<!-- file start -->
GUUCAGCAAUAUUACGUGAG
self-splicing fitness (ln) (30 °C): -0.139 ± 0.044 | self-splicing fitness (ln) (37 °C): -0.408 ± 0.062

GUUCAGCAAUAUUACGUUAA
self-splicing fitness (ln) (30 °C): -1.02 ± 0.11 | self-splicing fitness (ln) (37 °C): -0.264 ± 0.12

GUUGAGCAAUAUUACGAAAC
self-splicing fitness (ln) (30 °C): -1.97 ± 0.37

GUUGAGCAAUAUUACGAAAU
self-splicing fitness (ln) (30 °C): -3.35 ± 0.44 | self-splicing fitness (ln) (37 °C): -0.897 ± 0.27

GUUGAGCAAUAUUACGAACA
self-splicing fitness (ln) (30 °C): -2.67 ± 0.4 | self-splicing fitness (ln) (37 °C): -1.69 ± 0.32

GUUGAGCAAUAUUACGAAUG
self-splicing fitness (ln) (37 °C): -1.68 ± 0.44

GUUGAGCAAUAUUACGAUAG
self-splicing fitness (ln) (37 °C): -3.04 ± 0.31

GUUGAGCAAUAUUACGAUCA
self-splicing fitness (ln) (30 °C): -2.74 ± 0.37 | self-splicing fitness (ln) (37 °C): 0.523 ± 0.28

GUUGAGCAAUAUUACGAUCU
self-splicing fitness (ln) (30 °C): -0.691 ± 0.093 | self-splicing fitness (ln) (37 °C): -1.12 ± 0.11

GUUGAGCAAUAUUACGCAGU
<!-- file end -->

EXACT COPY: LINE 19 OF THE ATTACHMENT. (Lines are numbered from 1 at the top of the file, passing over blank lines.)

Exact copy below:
GUUGAGCAAUAUUACGCAGU